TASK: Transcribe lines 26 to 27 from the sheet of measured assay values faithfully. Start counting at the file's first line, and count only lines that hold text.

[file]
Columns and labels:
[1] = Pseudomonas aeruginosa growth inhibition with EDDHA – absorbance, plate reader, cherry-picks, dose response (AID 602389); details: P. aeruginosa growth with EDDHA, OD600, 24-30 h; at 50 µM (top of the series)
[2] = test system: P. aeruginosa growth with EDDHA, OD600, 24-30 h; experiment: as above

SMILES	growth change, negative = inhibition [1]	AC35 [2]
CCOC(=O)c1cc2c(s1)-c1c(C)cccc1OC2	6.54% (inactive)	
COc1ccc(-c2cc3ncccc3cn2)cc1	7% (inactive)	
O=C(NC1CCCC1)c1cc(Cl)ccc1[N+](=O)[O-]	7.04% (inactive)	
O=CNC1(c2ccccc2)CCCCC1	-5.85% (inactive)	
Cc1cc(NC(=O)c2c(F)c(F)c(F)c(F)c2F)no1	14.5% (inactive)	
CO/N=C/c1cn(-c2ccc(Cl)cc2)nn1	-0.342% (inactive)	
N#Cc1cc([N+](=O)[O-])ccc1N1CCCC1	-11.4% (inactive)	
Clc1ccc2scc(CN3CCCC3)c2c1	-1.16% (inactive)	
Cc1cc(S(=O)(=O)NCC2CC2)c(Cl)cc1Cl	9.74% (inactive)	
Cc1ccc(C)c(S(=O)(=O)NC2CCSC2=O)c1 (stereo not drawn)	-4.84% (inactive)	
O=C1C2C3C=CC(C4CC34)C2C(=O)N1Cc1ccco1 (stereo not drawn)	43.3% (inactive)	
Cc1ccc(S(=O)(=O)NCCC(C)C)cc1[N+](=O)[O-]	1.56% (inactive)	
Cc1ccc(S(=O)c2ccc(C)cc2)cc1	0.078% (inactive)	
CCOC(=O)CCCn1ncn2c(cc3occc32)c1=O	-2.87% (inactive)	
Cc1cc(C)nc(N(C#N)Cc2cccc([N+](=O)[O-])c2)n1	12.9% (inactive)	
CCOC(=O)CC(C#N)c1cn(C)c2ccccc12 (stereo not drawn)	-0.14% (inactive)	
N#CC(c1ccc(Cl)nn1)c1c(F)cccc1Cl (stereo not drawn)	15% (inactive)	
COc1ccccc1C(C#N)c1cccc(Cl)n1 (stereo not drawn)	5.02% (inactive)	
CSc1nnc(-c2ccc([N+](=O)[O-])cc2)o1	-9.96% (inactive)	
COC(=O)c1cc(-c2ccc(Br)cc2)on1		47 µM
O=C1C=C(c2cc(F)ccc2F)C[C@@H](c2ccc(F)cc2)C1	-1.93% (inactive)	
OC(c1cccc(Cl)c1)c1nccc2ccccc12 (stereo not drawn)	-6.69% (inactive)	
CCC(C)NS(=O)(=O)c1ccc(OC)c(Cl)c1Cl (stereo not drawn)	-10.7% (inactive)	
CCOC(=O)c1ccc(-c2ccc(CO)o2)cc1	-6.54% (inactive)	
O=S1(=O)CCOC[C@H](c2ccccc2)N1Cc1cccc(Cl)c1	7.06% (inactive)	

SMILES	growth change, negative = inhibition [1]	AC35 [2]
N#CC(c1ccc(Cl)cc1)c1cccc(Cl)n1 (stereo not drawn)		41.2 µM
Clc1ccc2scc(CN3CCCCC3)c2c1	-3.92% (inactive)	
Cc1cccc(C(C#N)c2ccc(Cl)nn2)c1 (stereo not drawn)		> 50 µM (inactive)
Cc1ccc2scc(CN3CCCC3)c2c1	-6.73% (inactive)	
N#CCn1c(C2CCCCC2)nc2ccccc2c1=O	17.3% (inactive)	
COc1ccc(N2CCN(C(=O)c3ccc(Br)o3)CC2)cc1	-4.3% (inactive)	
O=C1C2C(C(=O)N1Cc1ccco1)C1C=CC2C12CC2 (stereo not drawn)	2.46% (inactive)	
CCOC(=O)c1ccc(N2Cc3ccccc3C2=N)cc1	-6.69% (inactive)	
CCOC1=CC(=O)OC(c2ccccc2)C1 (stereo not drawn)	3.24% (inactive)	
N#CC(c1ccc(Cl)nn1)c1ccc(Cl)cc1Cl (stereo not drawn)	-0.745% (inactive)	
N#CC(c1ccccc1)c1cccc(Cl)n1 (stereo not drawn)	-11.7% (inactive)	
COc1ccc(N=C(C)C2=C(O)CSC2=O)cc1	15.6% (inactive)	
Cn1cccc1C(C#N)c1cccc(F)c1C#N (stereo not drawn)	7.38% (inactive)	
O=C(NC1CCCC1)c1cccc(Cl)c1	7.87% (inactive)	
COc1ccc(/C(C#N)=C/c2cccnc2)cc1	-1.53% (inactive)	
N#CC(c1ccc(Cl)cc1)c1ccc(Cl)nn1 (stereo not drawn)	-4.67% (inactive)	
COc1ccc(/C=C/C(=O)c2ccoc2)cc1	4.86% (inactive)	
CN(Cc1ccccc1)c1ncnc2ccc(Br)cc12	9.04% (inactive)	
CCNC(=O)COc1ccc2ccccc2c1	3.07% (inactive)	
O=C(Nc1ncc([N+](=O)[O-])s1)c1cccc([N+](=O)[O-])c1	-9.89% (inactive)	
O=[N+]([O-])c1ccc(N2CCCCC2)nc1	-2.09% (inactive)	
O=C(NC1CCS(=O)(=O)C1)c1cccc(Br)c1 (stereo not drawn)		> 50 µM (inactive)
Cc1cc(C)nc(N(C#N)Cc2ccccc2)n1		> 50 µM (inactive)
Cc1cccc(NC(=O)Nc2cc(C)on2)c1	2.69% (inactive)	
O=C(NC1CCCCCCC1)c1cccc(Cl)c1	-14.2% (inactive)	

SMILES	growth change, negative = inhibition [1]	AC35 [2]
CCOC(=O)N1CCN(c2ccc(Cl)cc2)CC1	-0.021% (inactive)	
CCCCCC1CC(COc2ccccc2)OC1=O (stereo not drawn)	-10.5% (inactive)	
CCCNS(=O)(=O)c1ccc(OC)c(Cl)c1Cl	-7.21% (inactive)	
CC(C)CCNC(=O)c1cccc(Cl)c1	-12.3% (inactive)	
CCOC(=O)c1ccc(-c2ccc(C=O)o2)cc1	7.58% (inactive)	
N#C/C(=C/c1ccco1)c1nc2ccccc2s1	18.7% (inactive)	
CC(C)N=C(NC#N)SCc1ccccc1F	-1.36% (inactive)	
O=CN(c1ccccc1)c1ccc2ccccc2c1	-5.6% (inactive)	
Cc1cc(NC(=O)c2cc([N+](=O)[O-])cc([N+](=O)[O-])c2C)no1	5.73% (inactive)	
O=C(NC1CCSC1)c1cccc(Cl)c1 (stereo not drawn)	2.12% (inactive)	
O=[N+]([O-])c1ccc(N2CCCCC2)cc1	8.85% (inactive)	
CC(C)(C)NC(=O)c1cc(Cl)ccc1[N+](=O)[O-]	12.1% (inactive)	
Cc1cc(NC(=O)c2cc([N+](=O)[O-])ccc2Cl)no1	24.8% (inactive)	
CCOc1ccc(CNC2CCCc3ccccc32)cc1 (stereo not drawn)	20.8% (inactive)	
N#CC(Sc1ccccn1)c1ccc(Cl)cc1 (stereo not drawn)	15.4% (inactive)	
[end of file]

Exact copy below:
OC(c1cccc(Cl)c1)c1nccc2ccccc12 (stereo not drawn)	-6.69% (inactive)	
CCC(C)NS(=O)(=O)c1ccc(OC)c(Cl)c1Cl (stereo not drawn)	-10.7% (inactive)	